The authors would like to thank the reviewers for their judicious comments which led to a significantly improved manuscript. The authors also thank Alberto Rizzardi for his valuable contribution to software development, and Giacomo Guerri for data collection. This study was supported by the grant CPDA123458 (“ProgettodiricercadiAteneo”) awarded by the University of Padova to MG, and the research project “PADVA - Personal Auditory Displays for Virtual Acoustics” (no. CPDA135702) of the University of Padova.


1. ^A 6-DOF (degrees of freedom) position input and 3-DOF force output device with a stylus grip (see for technical specifications).

2. ^

3. ^

4. ^

5. ^No equal heights were presented also between the last trial in the 1st block and first trial in the 2nd block.

6. ^We observed violations in a small number of these preliminary tests. However, because these tests are performed to limit the type I error and the current study reports many non-significant results (for example, we did not observe the hypothesized modulation of haptic height perception by musical pitch), these small violations do not influence the conclusions of the study.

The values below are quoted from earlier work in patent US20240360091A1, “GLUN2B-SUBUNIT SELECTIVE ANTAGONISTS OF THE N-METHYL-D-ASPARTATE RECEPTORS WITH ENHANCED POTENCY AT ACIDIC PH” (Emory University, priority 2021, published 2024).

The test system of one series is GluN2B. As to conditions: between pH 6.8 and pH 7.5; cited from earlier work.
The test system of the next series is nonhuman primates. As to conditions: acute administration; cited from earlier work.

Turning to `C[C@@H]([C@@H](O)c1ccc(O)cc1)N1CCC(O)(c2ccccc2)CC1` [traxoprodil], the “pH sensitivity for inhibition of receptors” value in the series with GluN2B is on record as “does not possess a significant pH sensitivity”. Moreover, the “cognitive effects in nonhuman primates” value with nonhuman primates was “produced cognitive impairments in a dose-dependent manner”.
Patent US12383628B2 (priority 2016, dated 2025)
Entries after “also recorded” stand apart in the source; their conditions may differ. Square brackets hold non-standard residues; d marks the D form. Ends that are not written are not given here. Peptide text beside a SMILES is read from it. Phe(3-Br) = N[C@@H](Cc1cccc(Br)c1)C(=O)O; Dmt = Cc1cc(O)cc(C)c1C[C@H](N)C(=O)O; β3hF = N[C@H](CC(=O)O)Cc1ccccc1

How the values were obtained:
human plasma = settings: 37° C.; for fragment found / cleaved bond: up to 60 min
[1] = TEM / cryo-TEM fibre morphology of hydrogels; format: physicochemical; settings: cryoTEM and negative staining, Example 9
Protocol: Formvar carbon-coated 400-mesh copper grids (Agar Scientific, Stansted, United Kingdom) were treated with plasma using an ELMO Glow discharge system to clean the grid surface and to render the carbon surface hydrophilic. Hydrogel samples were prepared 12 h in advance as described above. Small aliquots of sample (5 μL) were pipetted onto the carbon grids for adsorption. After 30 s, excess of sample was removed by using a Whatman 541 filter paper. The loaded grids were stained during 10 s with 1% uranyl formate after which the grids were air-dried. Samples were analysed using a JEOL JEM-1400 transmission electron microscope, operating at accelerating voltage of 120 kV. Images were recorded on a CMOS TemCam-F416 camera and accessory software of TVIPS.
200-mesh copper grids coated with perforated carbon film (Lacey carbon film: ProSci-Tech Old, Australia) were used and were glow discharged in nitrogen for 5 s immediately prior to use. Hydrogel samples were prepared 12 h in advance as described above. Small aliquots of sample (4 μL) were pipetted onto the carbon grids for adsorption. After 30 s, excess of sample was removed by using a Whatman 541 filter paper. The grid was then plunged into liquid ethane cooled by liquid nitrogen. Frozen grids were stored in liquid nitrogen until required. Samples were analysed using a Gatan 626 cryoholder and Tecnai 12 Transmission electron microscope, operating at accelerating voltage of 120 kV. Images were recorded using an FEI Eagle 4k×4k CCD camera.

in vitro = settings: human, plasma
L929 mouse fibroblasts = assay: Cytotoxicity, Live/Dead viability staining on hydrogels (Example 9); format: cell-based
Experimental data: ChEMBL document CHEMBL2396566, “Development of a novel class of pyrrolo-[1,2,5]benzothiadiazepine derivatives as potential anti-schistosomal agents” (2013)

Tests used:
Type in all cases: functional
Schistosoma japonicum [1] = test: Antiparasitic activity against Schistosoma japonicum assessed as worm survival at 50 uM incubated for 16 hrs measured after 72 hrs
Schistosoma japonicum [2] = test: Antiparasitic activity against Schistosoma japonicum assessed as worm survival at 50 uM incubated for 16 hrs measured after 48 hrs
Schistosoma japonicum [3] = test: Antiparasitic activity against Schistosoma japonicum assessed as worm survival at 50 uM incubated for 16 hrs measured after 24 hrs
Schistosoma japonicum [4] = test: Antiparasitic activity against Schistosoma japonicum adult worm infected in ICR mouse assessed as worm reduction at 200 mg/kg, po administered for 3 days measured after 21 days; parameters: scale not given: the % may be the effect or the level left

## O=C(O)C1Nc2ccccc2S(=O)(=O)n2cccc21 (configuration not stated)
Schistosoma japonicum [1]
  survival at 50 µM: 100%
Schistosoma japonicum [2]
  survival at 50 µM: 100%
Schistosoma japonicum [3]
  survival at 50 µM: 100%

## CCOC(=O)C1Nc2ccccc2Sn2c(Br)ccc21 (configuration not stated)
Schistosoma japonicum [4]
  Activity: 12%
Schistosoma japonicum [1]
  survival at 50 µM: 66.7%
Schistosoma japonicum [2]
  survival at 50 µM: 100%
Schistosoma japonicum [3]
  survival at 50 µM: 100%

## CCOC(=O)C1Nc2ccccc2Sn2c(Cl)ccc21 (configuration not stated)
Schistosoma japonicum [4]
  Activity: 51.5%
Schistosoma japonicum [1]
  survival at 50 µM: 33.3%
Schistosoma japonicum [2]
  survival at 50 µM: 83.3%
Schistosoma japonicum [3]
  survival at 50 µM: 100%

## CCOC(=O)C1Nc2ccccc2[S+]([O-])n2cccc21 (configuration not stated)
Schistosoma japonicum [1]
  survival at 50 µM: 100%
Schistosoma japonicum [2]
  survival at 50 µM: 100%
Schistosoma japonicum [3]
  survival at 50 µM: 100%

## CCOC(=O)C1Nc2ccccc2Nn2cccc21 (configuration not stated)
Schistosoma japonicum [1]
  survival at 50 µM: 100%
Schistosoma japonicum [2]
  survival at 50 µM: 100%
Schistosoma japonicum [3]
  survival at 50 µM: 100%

7. ^Since haptic estimations in uni-modal condition (silence) were taken as reference for the calculation of E3, only bi-modal conditions were considered.


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Keywords: sensory integration, height estimation, multimodal virtual environment, haptic virtual objects, musical pitch

Citation: Geronazzo M, Avanzini F and Grassi M (2015) Absence of modulatory action on haptic height perception with musical pitch. Front. Psychol. 6:1369. doi: 10.3389/fpsyg.2015.01369

Received: 21 February 2015; Accepted: 26 August 2015;
Published: 11 September 2015.

Edited by:

Jeremy Rodney Gaston, Army Research Laboratory, USA

Reviewed by:

Mario Pannunzi, Universitat Pompeu Fabra, Spain
Jesse Flint, Design Interactive, Inc., USA

Copyright © 2015 Geronazzo, Avanzini and Grassi. This is an open-access article distributed under the terms of the Creative Commons Attribution License (CC BY). The use, distribution or reproduction in other forums is permitted, provided the original author(s) or licensor are credited and that the original publication in this journal is cited, in accordance with accepted academic practice. No use, distribution or reproduction is permitted which does not comply with these terms.

*Correspondence: Michele Geronazzo, Department of Information Engineering, University of Padova, Via G. Gradenigo 6/b, 35131 Padova, Italy,